SisApp was yesterday, and all last week and this weekend we’ve been working hard getting ready to appreciate our sisters. It was quite fun, and I had a great time working on our projects with the guys and finally getting to see the fruit of our labor on Sunday as we put on SisApp for the girls. And as much as I love serving, and loved serving, and as much of a joy as it was to do all that I had the opportunity to do, I know myself, I know my own natural tendencies and weaknesses. Jefe has been having me read The Rare Jewel of Christian Contentment, a book that is really just a sermon series by Jeremiah Burroughs, from 1651 (WOW; just another example of the timelessness of Scripture). This past week, knowing I was busy, he told me to read through Philippians, starting with reading the letter in its entirety, and then each day going through a chapter. Well, today was my first day reading Philippians in-depth, and I had been planning on reading the whole first chapter. Before I read, I prayed that God would convict me through what I read. That He would remind me that contentment, true contentment, is only found, only available, even, in Him. I prayed that He would break my pride, that I would not try to find contentment in the approval of others, the inclusion by others, in being the center of attention. As I said, I know my own weaknesses, and my easily inflated ego is one of them. I prayed, God, I don’t even know how such a change can even be possible, to change something so very deeply rooted in me. But then I remembered: this is the Gospel, its glorious second part. He changes us, daily, to match more closely the image of Christ. And then I prayed that He would change me not that I would be seen as more godly by others, and thereby nullify any work done in the first place, but that He would be more glorified in me. So, I began reading, and while intending to read the whole first chapter, I got no farther than the eleventh verse:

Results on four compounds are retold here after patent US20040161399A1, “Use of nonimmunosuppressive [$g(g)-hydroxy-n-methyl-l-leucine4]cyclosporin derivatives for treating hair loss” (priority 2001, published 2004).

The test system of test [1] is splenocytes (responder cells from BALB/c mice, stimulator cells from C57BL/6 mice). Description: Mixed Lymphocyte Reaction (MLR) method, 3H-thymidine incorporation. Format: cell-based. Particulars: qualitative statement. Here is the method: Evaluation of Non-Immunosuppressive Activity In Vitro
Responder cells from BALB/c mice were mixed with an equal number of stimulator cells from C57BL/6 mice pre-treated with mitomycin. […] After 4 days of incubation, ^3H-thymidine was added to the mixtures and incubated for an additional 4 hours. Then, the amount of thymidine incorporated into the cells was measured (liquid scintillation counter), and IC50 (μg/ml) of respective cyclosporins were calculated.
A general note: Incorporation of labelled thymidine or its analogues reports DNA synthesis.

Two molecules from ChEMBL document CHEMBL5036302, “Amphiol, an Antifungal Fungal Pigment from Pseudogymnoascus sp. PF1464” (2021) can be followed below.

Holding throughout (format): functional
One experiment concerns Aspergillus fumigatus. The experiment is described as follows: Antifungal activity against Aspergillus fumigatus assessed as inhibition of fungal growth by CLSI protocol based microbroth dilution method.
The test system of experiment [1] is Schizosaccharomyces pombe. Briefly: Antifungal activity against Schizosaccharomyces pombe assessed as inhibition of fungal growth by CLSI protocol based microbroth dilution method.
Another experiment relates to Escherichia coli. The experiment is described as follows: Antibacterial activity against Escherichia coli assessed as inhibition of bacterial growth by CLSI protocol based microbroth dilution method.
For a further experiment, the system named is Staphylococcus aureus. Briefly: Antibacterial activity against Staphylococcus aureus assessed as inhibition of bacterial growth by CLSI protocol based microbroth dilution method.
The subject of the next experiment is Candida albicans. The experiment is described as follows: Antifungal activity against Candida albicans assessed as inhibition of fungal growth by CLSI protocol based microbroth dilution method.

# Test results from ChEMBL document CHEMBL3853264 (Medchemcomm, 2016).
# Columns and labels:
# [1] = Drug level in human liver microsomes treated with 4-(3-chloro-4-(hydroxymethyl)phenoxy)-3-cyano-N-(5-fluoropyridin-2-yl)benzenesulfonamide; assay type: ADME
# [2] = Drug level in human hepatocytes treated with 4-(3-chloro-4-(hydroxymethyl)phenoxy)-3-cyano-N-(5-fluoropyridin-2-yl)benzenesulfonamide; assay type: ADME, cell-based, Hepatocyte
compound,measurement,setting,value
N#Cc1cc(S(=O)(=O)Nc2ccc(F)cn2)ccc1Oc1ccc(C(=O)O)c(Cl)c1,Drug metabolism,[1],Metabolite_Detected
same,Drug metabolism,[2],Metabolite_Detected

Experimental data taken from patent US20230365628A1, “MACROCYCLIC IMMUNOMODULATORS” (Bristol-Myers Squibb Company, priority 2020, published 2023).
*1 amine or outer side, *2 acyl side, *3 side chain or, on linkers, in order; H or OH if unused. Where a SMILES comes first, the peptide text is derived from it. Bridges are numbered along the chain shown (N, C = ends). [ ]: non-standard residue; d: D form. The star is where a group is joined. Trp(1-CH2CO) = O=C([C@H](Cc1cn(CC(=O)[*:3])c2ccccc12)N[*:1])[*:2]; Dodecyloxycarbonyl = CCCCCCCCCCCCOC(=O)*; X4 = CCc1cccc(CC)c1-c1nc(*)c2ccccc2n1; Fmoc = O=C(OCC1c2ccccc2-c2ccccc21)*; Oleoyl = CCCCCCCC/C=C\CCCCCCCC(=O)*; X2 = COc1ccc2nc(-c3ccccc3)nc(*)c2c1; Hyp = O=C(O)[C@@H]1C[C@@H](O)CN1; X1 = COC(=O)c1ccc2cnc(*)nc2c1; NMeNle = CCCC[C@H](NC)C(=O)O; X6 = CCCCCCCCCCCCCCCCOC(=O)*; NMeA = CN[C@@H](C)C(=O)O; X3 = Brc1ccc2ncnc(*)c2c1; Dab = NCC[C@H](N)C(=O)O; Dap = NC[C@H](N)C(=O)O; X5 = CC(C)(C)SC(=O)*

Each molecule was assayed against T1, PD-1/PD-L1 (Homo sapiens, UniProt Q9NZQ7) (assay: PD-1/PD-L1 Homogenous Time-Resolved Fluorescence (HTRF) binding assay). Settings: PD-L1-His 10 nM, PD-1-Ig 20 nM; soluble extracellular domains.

“having been filled with the fruit of righteousness which comes through Jesus Christ, to the glory and praise of God.”
Oh my word, how timely of God to give me this passage today.
This fruit that I’m asking for, that God will teach me true contentment (the benefits of which will run over into every area of my walk), “comes through Jesus Christ”. I don’t have to question how such a change can be effected in me; Christ lives in me, and so all I have to do is put on Him (Ro 13:14).
This fruit will arise “to the glory and praise of God.” If I am truly seeking God’s transforming work in me, He will be glorified, despite my shortcomings or even my sinful efforts to the contrary.
In the next few days, as I continue through Philippians, I pray that God will show me through Paul’s divinely inspired letter what it means to find all contentment in Him, and how to go about gaining that which I am desiring.